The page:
Heated grips are great for extending your riding season and staying comfortable when the temperature drops. When it comes to choosing heated grips you essentially have two options: cheapo panels that go beneath your existing grips, or complete assemblies with integrated heating elements. While they tend to be more expensive (in the $60 to $160 range) and a little bulky, integrated kits usually work better and come with higher-quality controls and wiring.
Before you can install your new grips you’ll need to remove the old ones. Getting your OEM bar-ends off can be a bear, so use a T-handle for leverage and hold the bar-end with a pair of channel locks and a rag to keep the weight from rotating. Use a razor blade to slice off your old grips (no going back now!) and then scrape off any glue residue and wipe the bar and throttle tube clean with a rag doused in isopropyl alcohol or carb cleaner.
Some OEM throttle tubes have ridges and/or a flange molded into them that you’ll need to knock down before you can slide on the heated grip. A sharp utility knife and some 120-grit sandpaper will do the trick, but if you have access to a bench grinder or a benchtop belt sander, that will yield the quickest and cleanest results.
Now that you’ve got your bars prepped, it’s time to slide on those grips. Most integrated heated grips are too rigid to be blown on with my favorite installation accessory, compressed air. Your best bet is to douse the inside of the grip and your bar with a quick-evaporating fluid like–you guessed it–isopropyl alcohol, and then push the grip on with a twisting motion. Some grips are so robust that they need to be coaxed into place with a rubber mallet.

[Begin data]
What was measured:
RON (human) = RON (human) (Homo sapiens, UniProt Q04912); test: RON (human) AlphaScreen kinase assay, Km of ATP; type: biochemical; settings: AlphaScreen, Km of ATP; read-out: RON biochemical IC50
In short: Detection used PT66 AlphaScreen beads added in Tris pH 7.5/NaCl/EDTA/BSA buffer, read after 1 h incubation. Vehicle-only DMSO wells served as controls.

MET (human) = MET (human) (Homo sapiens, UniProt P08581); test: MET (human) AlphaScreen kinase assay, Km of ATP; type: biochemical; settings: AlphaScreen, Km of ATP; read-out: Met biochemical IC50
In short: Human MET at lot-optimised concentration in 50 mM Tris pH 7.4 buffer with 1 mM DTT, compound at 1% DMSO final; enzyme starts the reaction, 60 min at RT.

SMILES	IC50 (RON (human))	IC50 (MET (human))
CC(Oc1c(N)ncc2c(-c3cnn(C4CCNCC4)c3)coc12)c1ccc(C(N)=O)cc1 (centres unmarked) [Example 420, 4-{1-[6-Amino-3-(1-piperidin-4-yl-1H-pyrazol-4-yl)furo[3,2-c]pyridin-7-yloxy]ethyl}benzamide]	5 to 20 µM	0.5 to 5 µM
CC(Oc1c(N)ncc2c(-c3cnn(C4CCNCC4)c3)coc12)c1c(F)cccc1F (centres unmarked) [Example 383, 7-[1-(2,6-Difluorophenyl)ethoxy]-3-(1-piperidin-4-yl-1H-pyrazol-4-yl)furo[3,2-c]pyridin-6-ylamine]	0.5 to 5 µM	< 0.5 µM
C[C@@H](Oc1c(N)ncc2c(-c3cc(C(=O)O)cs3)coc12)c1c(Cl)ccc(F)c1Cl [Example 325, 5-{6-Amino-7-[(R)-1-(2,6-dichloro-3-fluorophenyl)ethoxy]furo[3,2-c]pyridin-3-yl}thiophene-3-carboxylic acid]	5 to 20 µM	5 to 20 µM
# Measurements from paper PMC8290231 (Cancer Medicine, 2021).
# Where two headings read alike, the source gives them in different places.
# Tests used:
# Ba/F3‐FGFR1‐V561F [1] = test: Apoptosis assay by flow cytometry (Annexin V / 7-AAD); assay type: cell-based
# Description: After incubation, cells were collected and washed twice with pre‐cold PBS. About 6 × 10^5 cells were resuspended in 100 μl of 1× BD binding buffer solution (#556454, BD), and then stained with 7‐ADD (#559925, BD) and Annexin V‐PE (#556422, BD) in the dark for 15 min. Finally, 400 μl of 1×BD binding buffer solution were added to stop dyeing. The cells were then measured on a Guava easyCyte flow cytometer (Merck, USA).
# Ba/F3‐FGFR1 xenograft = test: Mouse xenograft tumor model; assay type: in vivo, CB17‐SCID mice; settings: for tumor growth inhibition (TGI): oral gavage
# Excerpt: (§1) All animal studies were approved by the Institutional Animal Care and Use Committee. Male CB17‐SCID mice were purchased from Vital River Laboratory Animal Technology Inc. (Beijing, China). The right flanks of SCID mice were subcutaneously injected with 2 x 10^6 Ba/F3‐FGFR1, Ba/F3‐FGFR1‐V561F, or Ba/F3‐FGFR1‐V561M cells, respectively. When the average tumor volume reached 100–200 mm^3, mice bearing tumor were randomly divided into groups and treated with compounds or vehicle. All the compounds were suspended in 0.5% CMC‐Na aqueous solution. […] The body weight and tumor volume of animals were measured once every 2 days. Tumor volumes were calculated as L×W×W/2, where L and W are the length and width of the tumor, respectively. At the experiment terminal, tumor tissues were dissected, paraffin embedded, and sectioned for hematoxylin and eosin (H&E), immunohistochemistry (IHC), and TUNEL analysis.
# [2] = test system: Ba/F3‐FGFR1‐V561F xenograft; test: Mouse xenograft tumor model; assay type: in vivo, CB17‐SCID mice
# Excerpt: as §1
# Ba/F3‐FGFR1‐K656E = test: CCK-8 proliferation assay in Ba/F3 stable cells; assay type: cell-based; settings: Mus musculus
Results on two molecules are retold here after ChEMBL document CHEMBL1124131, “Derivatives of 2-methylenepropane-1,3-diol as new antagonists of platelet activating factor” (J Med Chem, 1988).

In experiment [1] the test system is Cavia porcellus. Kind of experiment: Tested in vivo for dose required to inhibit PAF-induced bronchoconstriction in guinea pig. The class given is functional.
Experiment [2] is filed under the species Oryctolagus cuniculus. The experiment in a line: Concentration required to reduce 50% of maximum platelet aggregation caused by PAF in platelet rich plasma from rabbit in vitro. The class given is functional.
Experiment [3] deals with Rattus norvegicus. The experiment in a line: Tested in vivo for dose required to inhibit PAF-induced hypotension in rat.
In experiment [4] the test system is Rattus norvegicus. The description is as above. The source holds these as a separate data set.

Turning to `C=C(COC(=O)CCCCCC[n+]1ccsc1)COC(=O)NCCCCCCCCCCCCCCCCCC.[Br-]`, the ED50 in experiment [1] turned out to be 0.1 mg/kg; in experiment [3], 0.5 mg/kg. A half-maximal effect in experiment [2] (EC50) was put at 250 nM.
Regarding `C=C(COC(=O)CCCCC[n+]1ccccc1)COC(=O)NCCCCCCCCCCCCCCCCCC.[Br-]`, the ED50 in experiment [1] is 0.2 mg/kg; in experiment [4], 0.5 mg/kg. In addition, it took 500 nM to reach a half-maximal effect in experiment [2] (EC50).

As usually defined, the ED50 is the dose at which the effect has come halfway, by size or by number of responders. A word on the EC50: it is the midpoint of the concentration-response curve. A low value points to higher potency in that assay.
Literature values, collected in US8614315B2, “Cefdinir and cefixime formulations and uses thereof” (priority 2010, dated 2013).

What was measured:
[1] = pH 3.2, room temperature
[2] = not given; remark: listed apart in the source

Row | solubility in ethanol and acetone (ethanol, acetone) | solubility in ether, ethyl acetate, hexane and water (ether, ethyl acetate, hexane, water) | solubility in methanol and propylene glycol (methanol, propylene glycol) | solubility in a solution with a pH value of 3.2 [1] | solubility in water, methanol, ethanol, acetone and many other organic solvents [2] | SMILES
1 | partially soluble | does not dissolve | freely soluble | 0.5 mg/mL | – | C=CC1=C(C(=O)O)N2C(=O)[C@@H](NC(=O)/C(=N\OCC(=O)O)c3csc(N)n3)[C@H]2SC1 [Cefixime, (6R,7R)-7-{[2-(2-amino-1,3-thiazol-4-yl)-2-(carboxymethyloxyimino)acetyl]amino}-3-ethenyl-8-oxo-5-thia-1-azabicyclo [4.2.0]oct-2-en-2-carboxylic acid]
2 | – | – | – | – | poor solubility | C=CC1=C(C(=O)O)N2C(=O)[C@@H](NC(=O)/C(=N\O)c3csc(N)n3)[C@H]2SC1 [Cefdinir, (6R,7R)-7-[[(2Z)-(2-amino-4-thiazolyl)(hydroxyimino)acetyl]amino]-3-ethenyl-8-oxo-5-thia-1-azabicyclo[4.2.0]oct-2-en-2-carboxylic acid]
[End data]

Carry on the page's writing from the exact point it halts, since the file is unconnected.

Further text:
Depending on the kit, you may have a dial or control switches that need to be mounted in a convenient place. Regardless of how easy or visually appealing it might be to place said switches on the right side of your cockpit, don’t do it. You want those controls as close to your left grip as possible so they’re easy to use. Some kits, like the Koso Apollo grips I installed for this article, have the controls build right into the flange. That means you can operate them without removing your hand from the controls. It also makes for a really clean installation.
When it comes to running the grip wiring back to your battery, it’s best to route it along a frame rail away from pinch points and moving parts, which often means removing some bodywork or perhaps the tank. Secure the wires with zip ties and make sure you leave enough slack at the right grip and headstock to accommodate full throttle and full steering sweep. If your bike’s bodywork is a nightmare to remove, you can use a fish tape to push the wires from the headstock back to the battery.
The final step is to get the grips powered up, and with most kits it’s as easy as slipping the supplied fused ring terminals under the battery bolts. As always, you’ll want to disconnect the negative (black wire) terminal first and affix it last to avoid an unpleasant and potentially dangerous short. Most accessories come with fused power hookups, but if not it’s important to wire in a fuse of the appropriate amperage (typically 5 to 7.5A) to protect against shorts. And you should review your owner’s manual to make sure you’re not overburdening your bike’s electrical system.
The ideal wiring situation for heated grips and any other electrical accessories is a relay or switched power-distribution box, but we’ll save that topic for another article. In the meantime, get your grips hooked up, test them to see how toasty they get and then keep an eye out for a decent day to go for a ride.